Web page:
So what does the New York Times have against Ukraine’s ethnic Russians? While the newspaper has fallen over itself insisting on the “legitimacy” of the coup regime in Kiev, despite its collaboration with neo-Nazis who spearheaded the Feb. 22 ouster of elected President Viktor Yanukovych, the Times editors can’t hurl enough insults at the ethnic Russians in the east who have resisted the regime’s authority.
For weeks, the Times has called the eastern Ukrainian rebel leaders “self-declared” and ridiculed the idea that there was any significant backing for the rejection of the Kiev-appointed regional leaders; all the trouble was simply stirred up by Vladimir Putin. Now, however, the referenda in the provinces of Donetsk and Luhansk have demonstrated what even a Times reporter acknowledged was “substantial popular support for the pro-Russian separatists in some areas.”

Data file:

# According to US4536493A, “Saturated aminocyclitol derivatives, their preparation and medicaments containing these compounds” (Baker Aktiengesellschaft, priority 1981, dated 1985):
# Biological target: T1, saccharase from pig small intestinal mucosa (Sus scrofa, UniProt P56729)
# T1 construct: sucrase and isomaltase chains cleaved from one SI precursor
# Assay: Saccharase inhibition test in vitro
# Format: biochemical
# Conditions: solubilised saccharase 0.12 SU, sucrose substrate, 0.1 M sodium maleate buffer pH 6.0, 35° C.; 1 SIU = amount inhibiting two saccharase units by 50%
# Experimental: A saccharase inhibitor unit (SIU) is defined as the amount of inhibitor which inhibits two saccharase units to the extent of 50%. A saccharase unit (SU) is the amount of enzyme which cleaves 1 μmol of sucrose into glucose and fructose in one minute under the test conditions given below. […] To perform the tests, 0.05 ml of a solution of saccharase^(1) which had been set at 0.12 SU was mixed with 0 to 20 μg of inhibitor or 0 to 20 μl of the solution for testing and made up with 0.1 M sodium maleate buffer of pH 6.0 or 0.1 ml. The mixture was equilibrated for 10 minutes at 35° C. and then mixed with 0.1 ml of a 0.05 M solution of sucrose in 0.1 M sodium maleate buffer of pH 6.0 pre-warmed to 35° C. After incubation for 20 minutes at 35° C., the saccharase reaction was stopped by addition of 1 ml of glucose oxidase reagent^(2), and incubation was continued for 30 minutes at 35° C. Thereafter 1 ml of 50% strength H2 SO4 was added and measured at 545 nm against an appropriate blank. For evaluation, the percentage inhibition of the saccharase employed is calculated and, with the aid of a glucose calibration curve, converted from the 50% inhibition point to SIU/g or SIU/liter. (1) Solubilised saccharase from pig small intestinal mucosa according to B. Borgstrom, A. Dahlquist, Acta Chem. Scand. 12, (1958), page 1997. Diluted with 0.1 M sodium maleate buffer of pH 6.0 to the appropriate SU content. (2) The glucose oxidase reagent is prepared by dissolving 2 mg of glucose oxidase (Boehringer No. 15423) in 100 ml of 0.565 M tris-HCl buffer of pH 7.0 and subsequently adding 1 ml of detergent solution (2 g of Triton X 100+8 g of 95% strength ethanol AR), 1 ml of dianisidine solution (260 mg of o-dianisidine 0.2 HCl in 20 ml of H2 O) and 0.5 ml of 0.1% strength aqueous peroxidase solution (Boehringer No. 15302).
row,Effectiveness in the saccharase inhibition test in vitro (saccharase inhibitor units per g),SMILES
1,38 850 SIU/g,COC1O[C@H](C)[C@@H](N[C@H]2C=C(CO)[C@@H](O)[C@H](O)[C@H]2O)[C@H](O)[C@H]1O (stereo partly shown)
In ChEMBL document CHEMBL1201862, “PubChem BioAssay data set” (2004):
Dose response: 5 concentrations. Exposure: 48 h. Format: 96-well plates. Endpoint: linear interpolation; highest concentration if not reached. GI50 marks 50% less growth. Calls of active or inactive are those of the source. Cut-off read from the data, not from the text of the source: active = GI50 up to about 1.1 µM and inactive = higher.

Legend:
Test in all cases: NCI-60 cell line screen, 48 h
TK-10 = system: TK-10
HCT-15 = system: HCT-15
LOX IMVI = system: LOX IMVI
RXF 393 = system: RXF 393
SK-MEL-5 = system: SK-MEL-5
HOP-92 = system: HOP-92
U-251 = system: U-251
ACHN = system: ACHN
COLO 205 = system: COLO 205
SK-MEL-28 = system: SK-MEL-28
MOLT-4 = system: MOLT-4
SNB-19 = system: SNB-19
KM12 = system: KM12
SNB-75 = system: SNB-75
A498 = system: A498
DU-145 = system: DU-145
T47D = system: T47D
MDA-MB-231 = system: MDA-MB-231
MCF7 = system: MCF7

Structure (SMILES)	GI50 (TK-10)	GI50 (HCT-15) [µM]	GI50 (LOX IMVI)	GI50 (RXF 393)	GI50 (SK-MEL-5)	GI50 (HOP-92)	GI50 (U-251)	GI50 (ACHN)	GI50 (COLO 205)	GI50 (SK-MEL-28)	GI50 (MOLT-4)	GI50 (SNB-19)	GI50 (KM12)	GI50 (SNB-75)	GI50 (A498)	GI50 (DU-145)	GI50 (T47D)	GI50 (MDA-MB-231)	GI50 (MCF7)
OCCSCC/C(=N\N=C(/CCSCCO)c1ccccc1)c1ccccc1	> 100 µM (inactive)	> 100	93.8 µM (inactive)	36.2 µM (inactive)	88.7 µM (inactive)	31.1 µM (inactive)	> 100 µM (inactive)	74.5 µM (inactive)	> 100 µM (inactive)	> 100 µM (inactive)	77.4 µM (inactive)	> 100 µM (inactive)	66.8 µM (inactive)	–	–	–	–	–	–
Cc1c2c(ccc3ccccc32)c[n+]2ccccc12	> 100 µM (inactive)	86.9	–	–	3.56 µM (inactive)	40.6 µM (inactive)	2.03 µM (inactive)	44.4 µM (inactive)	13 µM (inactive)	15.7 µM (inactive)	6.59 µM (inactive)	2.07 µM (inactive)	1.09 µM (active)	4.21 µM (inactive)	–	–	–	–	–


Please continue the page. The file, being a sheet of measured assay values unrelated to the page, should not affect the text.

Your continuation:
But the Times editors still won’t give up their prejudices. For instance, Tuesday’s lead editorial (http://www.nytimes.com/2014/05/13/opinion/what-mr-putin-cant-control.html?hp&rref=opinion) begins: “If there were questions about the legitimacy of the separatist referendums in eastern Ukraine, the farcical names of the entities on which people were asked to vote — the self-declared People’s Republics of Donetsk or Luhansk — surely answered them.”
So, the votes – and the desires – of eastern Ukrainians shouldn't matter because the Times disapproves of “the farcical names of the entities” that people voted for.
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